Considering a Second Mortgage? Here’s the Scoop on Home Equity Loans vs. HELOCs

If you’re a homeowner looking to borrow cash against the value of your home, then you’ve probably heard of home equity loans and home equity lines of credit (HELOCs). Unlike personal loans, these types of loans allow you to access credit based on how much equity you have in the home — aka what percentage of your home you own. This cash value of your home then acts as leverage to increase your borrowing power.
Depending on how much you still owe on your first mortgage, and the interest rates you qualify for, home equity loans and HELOCs can be a great way to access credit for big things like expensive home repairs, paying tuition fees, or financing unexpected medical bills.
Keep reading for all the details on how you can take advantage of these unique lending scenarios.

What’s a home equity loan?

A home equity loan is a type of second mortgage that allows you to borrow a lump sum of money against the value of your home, which is roughly based on what percentage of your property you own.
These loans, which typically come with fixed interest rates, can be used for anything from home improvement projects to helping pay for college tuition. As a type of installment loan, home equity loans are typically repaid during established monthly payment cycles. Since home equity loans are a type of secured loan that uses your home as collateral, they’re usually reserved for important, big-ticket items that either add value to your home or would otherwise be unaffordable.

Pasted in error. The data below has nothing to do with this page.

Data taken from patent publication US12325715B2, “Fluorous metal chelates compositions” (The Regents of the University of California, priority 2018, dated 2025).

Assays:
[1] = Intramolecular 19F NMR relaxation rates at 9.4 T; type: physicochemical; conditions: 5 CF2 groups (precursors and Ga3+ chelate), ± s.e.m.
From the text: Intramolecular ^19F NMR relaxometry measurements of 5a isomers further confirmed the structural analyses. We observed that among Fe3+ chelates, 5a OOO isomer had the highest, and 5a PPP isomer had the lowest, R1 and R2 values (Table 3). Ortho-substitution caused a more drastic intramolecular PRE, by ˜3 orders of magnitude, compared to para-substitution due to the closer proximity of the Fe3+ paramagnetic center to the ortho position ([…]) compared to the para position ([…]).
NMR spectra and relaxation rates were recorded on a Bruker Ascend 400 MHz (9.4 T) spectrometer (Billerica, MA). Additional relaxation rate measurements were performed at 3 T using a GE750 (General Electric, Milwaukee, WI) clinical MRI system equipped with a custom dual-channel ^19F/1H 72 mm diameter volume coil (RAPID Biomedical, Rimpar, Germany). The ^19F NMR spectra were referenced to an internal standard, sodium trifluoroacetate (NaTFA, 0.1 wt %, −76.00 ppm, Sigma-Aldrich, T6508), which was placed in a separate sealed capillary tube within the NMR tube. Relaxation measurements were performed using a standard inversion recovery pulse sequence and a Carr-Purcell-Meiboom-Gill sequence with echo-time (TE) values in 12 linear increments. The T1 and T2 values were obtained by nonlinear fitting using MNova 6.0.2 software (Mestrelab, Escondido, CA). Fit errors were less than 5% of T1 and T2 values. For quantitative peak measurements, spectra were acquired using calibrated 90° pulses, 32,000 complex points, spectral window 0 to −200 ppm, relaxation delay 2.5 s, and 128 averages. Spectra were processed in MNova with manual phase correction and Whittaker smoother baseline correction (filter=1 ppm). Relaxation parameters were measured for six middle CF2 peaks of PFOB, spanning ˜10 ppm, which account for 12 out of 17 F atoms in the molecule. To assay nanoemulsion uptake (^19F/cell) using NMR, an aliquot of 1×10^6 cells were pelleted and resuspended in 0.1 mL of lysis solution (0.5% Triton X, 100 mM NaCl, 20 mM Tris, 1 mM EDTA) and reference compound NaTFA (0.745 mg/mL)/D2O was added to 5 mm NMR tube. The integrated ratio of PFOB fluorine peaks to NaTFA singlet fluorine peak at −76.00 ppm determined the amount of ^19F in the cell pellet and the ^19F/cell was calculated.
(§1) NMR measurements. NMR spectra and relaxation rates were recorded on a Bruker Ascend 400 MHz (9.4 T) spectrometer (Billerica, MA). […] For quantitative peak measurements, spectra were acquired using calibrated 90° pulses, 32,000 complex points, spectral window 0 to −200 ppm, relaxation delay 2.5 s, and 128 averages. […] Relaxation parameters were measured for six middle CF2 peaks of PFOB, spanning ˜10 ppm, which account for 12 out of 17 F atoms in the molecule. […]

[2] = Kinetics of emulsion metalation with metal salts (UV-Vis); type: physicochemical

For example, while replacing the roof on your home or going back to school to earn a degree might all be good reasons to borrow against the value of your home, a vacation to the Bahamas probably isn't. Because your home will essentially be used as collateral against the loan, you risk foreclosure if you become unable to repay your home equity loan balance. For this reason, people tend to take out home equity loans only for essential expenses, rather than frivolous ones.
When it comes to the amount you’re able to borrow for a home equity loan, that number will be at least partially determined by your loan-to-value ratio (LTV) — which divides your current loan balance by the current appraised value of your home. Lenders typically like to see an LTV of 80% or less, although they will also consider other factors like your credit score, income, and any other outstanding debts you may have.